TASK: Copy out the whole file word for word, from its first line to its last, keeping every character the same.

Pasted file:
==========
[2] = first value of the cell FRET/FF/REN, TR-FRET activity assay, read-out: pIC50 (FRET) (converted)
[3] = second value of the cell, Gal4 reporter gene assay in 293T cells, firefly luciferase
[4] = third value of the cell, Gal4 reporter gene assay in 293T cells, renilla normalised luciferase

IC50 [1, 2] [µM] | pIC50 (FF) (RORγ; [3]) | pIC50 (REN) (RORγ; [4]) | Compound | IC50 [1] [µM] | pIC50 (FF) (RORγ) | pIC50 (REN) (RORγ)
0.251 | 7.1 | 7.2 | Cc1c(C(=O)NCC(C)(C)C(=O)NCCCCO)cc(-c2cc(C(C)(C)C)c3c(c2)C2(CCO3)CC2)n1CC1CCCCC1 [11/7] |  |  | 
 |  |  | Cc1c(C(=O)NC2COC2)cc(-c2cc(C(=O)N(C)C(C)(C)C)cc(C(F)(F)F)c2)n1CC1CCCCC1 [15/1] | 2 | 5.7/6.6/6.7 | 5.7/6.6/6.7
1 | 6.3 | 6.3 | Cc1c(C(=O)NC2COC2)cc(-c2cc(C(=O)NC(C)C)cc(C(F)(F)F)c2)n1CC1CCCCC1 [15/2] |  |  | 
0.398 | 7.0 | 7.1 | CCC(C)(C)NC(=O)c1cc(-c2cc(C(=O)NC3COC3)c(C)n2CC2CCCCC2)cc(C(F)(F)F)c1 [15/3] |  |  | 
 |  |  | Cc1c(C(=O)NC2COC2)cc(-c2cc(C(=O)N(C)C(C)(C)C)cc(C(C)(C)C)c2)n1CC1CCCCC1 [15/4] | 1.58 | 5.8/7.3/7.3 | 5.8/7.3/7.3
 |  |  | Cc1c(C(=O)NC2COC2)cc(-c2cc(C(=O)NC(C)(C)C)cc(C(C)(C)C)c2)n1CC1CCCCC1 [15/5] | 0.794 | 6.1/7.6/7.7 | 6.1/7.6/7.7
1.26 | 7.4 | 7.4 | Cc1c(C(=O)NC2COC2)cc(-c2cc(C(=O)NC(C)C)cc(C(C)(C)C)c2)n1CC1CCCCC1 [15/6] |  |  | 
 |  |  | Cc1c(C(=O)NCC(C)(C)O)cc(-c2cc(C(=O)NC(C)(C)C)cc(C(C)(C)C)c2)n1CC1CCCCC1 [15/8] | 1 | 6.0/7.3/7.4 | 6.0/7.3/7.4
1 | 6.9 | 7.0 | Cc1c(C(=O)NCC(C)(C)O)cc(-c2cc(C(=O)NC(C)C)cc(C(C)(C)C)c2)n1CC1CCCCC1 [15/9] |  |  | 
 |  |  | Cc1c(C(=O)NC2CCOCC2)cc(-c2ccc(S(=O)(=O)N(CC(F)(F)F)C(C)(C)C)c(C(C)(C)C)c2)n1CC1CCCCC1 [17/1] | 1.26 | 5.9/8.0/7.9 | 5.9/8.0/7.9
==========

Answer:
[2] = first value of the cell FRET/FF/REN, TR-FRET activity assay, read-out: pIC50 (FRET) (converted)
[3] = second value of the cell, Gal4 reporter gene assay in 293T cells, firefly luciferase
[4] = third value of the cell, Gal4 reporter gene assay in 293T cells, renilla normalised luciferase

IC50 [1, 2] [µM] | pIC50 (FF) (RORγ; [3]) | pIC50 (REN) (RORγ; [4]) | Compound | IC50 [1] [µM] | pIC50 (FF) (RORγ) | pIC50 (REN) (RORγ)
0.251 | 7.1 | 7.2 | Cc1c(C(=O)NCC(C)(C)C(=O)NCCCCO)cc(-c2cc(C(C)(C)C)c3c(c2)C2(CCO3)CC2)n1CC1CCCCC1 [11/7] |  |  | 
 |  |  | Cc1c(C(=O)NC2COC2)cc(-c2cc(C(=O)N(C)C(C)(C)C)cc(C(F)(F)F)c2)n1CC1CCCCC1 [15/1] | 2 | 5.7/6.6/6.7 | 5.7/6.6/6.7
1 | 6.3 | 6.3 | Cc1c(C(=O)NC2COC2)cc(-c2cc(C(=O)NC(C)C)cc(C(F)(F)F)c2)n1CC1CCCCC1 [15/2] |  |  | 
0.398 | 7.0 | 7.1 | CCC(C)(C)NC(=O)c1cc(-c2cc(C(=O)NC3COC3)c(C)n2CC2CCCCC2)cc(C(F)(F)F)c1 [15/3] |  |  | 
 |  |  | Cc1c(C(=O)NC2COC2)cc(-c2cc(C(=O)N(C)C(C)(C)C)cc(C(C)(C)C)c2)n1CC1CCCCC1 [15/4] | 1.58 | 5.8/7.3/7.3 | 5.8/7.3/7.3
 |  |  | Cc1c(C(=O)NC2COC2)cc(-c2cc(C(=O)NC(C)(C)C)cc(C(C)(C)C)c2)n1CC1CCCCC1 [15/5] | 0.794 | 6.1/7.6/7.7 | 6.1/7.6/7.7
1.26 | 7.4 | 7.4 | Cc1c(C(=O)NC2COC2)cc(-c2cc(C(=O)NC(C)C)cc(C(C)(C)C)c2)n1CC1CCCCC1 [15/6] |  |  | 
 |  |  | Cc1c(C(=O)NCC(C)(C)O)cc(-c2cc(C(=O)NC(C)(C)C)cc(C(C)(C)C)c2)n1CC1CCCCC1 [15/8] | 1 | 6.0/7.3/7.4 | 6.0/7.3/7.4
1 | 6.9 | 7.0 | Cc1c(C(=O)NCC(C)(C)O)cc(-c2cc(C(=O)NC(C)C)cc(C(C)(C)C)c2)n1CC1CCCCC1 [15/9] |  |  | 
 |  |  | Cc1c(C(=O)NC2CCOCC2)cc(-c2ccc(S(=O)(=O)N(CC(F)(F)F)C(C)(C)C)c(C(C)(C)C)c2)n1CC1CCCCC1 [17/1] | 1.26 | 5.9/8.0/7.9 | 5.9/8.0/7.9